The end of November sweeps month brings us to the season of repeats. At least half of tonight's prime time series are not original. This would probably be the case even without the Writers Guild of America's strike and the dwindling number of completed episodes.
With television's fantasy factories shuttered by a labor dispute, National Geographic invites viewers to tour automobile manufacturers on back-to-back episodes of "Ultimate Factories."
In the first hour, "Ultimate Factories: BMW" (8 p.m., National Geographic) visits the Bavarian region of Germany, where BMW (Bavarian Motor Works) has been making cars since 1916. We see how car motors are manufactured in Germany and shipped to the company's plant in Spartansburg, S.C., where the company's Z4 sports car is put together.
"Ultimate Factories: Corvette" (9 p.m., National Geographic) tours the Corvette plant in Hopkinsville, Ky., where the car's frame is built and then shipped to Bowling Green, Ky., where the floors, doors, panels and paint are added, as well as the power seats, the dashboard and the classic teardrop rear window. We also visit the Wixom, Mich., plant where each Corvette engine is assembled by hand and carries the name of its engineer. These engines are shipped to Bowling Green, where the workers install each car's power train.
¢ High school sports have inspired two of TV's best series, the fictional "Friday Night Lights" on NBC and Sundance's eight-part documentary "Nimrod Nation."
Every Thursday night through Dec. 27, "Varsity Inc." (10 p.m., ESPN2) will follow the fortunes of the West Monroe, La., High School Rebel football team as well as the town that follows and supports them obsessively.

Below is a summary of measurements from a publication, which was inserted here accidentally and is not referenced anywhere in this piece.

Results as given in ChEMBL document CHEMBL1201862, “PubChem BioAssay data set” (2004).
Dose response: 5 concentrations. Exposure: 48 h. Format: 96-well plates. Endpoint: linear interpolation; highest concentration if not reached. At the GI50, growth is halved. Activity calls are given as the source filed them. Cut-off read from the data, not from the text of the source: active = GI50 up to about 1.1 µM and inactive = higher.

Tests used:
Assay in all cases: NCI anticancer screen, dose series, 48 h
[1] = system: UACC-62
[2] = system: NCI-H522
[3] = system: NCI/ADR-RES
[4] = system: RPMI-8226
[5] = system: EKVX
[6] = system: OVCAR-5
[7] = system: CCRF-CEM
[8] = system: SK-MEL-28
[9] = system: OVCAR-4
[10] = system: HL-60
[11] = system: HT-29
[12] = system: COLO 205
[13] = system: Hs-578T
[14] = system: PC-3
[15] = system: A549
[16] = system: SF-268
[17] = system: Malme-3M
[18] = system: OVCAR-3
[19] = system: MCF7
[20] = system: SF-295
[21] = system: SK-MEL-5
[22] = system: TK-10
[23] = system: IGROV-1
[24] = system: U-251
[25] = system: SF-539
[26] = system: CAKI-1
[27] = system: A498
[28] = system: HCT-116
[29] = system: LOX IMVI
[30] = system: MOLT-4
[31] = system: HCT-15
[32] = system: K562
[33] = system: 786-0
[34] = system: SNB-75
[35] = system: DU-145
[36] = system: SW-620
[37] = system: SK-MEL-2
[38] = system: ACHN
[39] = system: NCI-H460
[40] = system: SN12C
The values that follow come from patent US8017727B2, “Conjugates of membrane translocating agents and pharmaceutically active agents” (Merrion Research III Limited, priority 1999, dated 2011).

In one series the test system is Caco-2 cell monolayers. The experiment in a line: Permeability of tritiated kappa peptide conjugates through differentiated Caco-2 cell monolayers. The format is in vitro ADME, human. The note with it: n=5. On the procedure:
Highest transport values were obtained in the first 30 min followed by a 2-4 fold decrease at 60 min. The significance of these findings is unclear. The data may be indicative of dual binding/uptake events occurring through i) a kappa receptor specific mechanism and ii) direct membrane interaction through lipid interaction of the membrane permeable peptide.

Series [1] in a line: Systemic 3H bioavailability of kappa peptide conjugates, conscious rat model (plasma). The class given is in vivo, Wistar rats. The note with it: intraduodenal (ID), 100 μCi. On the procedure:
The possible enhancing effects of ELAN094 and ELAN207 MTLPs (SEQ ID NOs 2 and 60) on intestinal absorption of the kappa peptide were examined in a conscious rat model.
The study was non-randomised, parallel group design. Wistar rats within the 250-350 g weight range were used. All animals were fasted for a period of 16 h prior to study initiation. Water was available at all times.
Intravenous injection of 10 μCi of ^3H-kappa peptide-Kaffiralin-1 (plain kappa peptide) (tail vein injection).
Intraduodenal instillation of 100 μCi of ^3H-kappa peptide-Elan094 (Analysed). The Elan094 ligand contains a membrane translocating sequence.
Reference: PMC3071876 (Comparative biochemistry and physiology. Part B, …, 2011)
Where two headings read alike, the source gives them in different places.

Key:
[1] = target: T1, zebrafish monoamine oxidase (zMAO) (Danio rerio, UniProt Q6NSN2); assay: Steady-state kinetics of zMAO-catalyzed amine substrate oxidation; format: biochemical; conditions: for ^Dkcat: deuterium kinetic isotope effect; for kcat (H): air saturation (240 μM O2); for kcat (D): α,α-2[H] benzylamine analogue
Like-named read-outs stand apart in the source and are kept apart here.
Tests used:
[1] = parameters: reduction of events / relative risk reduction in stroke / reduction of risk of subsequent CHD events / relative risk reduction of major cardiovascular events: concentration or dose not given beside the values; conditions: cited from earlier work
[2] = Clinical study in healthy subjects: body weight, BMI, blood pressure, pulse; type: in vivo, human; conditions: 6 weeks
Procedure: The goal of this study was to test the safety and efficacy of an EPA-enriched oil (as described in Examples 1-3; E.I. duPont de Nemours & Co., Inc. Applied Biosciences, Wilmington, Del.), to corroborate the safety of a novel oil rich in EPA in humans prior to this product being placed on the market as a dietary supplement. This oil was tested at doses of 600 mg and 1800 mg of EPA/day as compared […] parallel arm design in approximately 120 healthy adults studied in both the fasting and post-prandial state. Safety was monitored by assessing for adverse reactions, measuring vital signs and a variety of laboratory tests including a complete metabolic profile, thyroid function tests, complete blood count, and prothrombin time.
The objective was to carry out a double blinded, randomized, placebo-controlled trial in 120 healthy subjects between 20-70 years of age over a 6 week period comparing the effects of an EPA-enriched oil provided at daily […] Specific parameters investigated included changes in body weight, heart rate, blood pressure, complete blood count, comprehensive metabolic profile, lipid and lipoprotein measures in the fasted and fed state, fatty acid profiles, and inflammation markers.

¢ Flush with her Emmy Award, Kathy Griffin stars in her sixth comedy special "Kathy Griffin: Straight to Hell" (8 p.m., Bravo). The comedienne reflects on her Emmy acceptance speech and its critics and shares some dish about her appearances on "The View" and her encounters with Jane Fonda, Dr. Phil and Paula Abdul, a frequent object of Griffin's derision.
Griffin always walks a fine line. Is she a D-list outsider offering us backstage access to Hollywood's closed kingdom? Or an established court jester who has become part of the show business publicity machine? After this sixth raunchy rundown of the rich and ridiculous, you have to lean toward the latter.
¢ "Biography" (Biography) reaches back to the 1980s pop charts with profiles of Guns n' Roses (8 p.m.) and George Michael (9 p.m.).
Tonight's other highlights
¢ Louisville hosts Rutgers in college football (6:30 p.m., ESPN).
¢ Earl jumps at a chance to lessen his sentence on "My Name is Earl" (7 p.m., NBC).
¢ Chaos rules on "Ugly Betty" (7 p.m., ABC).
¢ Tracy becomes a volunteer coach on "30 Rock" (7:30 p.m., NBC)
¢ Michael shares photos of his Jamaican vacation on "The Office" (8 p.m., NBC)
¢ Death rides a go-cart on "CSI" (8 p.m., CBS)
¢ A producer (Patricia Neal) discovers a charming folk singer (Andy Griffith) and turns him into a media sensation in the prophetic 1957 drama "A Face in the Crowd" (9:15 p.m., TCM).
After a Christmas Eve accident, a glum father (Dana Andrews) moves his wife (Jeanne Crain) and daughter (Mimsy Farmer) to the desert to open a motel, only to battle teenage delinquents on wheels in the over-the-top 1967 drama "Hot Rods to Hell" (2 a.m., TCM). Look out for Mickey Rooney Jr. in a rock band! One of my personal favorites.